There are many theories as to what is Othello’s fatal flaw. Some argue that this is his insecurity in himself due to being older than Desdemona and the colour of his skin, others debate that his fatal flaw is his inability to fully understand emotion and that he himself is the flaw. Othello seems to remain at a distant from the most important events that directly affect him and because of this he gives himself a sense of ignorance that could ultimately play a vital part in his downfall. However, this ignorance gives Iago many opportunities to manipulate and use Othello. Iago tries his hardest to influence every move that Othello makes and manages to succeed. Iago uses him as a front man to voice his own views and set his own plans into motion, he successfully dictates Othello’s most vital moves. There is evidence in the play which supports both Othello being a fatally flawed character and him being an instrument of Iago’s actions.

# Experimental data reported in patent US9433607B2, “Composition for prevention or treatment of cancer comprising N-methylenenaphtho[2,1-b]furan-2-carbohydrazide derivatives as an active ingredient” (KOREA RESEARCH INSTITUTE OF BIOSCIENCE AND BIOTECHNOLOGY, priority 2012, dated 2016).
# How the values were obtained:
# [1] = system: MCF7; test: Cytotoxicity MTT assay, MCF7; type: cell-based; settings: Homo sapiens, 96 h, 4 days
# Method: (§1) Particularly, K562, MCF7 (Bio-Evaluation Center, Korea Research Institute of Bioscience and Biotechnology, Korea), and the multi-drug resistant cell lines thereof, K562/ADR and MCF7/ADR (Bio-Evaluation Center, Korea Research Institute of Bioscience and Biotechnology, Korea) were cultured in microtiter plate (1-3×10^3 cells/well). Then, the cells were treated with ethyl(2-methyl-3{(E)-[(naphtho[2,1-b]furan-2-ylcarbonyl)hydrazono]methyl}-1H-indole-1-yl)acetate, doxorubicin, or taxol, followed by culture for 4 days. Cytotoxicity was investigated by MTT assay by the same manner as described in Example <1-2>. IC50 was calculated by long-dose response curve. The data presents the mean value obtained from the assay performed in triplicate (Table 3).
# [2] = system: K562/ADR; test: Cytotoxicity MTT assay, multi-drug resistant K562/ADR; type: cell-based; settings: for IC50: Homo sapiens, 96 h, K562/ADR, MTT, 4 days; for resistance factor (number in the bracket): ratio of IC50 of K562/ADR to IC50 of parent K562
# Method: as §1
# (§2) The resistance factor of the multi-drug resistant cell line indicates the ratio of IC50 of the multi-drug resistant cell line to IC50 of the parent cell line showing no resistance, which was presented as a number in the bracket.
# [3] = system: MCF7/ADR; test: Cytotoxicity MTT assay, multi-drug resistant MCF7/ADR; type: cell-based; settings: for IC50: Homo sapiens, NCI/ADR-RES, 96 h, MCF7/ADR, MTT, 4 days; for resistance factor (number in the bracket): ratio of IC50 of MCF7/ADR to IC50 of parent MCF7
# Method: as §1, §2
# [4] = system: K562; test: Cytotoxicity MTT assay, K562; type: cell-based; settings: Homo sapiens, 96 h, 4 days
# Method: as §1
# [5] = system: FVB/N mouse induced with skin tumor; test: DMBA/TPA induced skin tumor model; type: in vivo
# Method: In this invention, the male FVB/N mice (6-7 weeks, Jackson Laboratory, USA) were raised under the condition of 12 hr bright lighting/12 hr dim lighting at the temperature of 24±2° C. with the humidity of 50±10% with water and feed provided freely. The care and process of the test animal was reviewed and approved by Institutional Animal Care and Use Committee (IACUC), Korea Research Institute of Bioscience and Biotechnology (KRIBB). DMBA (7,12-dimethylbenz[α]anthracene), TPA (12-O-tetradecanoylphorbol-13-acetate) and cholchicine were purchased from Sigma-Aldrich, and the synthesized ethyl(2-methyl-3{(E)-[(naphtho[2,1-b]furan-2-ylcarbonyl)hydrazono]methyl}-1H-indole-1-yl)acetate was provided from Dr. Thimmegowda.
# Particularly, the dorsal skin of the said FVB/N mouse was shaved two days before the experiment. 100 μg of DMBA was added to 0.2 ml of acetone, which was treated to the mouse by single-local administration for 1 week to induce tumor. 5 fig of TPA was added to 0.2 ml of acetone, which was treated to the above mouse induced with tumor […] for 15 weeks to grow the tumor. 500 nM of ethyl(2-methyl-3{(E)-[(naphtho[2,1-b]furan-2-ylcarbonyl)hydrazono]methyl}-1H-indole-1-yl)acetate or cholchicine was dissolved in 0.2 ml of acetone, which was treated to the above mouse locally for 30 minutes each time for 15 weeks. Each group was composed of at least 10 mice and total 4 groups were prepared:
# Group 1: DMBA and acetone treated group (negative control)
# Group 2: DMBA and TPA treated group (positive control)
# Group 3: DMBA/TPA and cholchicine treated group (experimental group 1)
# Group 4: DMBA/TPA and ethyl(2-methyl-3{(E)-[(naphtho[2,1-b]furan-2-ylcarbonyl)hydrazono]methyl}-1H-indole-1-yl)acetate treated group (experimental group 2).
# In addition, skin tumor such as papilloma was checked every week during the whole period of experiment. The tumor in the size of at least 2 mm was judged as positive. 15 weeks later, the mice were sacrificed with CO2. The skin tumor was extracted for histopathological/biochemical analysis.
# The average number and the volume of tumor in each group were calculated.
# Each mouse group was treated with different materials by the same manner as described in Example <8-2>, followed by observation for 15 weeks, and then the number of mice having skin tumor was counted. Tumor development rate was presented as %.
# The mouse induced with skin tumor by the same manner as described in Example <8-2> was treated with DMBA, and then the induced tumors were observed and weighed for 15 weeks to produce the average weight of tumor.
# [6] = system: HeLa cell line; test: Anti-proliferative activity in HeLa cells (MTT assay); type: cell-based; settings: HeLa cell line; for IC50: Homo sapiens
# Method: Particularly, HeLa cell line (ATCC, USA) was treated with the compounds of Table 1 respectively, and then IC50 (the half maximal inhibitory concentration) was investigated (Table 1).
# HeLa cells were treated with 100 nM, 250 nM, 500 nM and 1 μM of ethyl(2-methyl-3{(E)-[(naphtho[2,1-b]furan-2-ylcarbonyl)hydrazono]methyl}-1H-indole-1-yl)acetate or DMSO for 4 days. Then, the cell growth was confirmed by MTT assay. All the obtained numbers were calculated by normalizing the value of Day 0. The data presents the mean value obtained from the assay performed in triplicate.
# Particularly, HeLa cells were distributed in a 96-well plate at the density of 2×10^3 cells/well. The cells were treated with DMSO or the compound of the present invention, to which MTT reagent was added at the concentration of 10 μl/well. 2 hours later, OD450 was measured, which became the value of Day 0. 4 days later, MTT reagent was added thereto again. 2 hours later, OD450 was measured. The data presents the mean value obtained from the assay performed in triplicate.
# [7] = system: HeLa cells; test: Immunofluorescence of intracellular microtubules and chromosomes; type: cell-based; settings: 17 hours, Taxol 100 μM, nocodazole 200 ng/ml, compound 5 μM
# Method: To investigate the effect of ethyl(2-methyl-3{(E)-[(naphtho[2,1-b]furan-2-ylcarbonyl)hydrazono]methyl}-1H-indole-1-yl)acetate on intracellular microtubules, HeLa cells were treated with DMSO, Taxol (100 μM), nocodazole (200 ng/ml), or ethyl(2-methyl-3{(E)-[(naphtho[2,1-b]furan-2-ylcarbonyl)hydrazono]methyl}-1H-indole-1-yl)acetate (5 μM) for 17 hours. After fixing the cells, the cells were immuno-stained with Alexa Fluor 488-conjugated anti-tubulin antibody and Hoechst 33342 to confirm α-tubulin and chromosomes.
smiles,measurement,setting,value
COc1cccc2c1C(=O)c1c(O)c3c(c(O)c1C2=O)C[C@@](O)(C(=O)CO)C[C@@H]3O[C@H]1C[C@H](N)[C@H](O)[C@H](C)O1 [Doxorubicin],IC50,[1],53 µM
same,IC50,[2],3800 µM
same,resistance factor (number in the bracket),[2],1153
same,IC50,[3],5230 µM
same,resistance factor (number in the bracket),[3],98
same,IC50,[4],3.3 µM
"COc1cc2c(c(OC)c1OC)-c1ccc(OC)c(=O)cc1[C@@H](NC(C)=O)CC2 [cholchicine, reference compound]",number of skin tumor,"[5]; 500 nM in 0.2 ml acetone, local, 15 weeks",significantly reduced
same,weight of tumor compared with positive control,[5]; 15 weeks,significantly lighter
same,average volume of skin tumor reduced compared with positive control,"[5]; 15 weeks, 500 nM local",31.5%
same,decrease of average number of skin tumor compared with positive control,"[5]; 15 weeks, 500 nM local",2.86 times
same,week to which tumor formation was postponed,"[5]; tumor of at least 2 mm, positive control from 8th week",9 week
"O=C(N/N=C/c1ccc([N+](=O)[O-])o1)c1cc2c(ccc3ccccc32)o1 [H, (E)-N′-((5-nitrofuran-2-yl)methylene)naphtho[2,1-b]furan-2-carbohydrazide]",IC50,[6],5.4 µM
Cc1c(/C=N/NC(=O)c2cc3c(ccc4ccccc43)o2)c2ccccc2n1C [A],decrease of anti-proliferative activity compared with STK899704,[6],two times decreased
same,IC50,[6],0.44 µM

The beginning of the play begins in darkness (as does the opening of Hamlet) supplying an eerie and unsteady atmosphere. During Act 1, scene 1, Iago admits to Roderigo that his apparently loyal attitude is not as it seems and that he is only serving Othello to further himself, “throwing but shows of service on their lords, Do well thrive by them and when they have lined their coats do themselves homage” this instantly suggests that Iago will use Othello’s trust in him to his own advantage and possibly foreshadows the vicious way in which he sabotages Othello’s relationship with Desdemona, the way in which Othello’s thoughts are manipulated and his insecurities play upon by Iago. Whilst Iago and Roderigo speak of Othello, they refer to him not by his name but as “thick lips”. They have picked at a distinctive feature that brings out a sense of his foreignness and black heritage. They play on his race to spread common misconceptions of the black stereotype to other characters in the play. This also suggests that a sinister plot against Othello will emerge since it is conforming the severe hostility towards him. Act 1, scene 2, begins when Iago goes to see Othello and tells him of how Roderigo betrayed his trust by announcing his engagement with Desdemona to her father, Brabantio. The audience know that this is not how straight forward the sequence of events were and of Iago influence in this. This conforms the suspicions of Iago having sinister plans for Othello since his loyalty is completely fake and Othello’s trust in him is already being thoroughly abused, this also tells us that there is bound to be worse to come. when Cassio enters, Iago uses a rather uncomplimentary metaphor to tell him what Othello has done in concern with desdemona, he says: "He tonight hath boarded a land-carrack". This makes it obvious that Iago’s plans with involve desdemona in some way.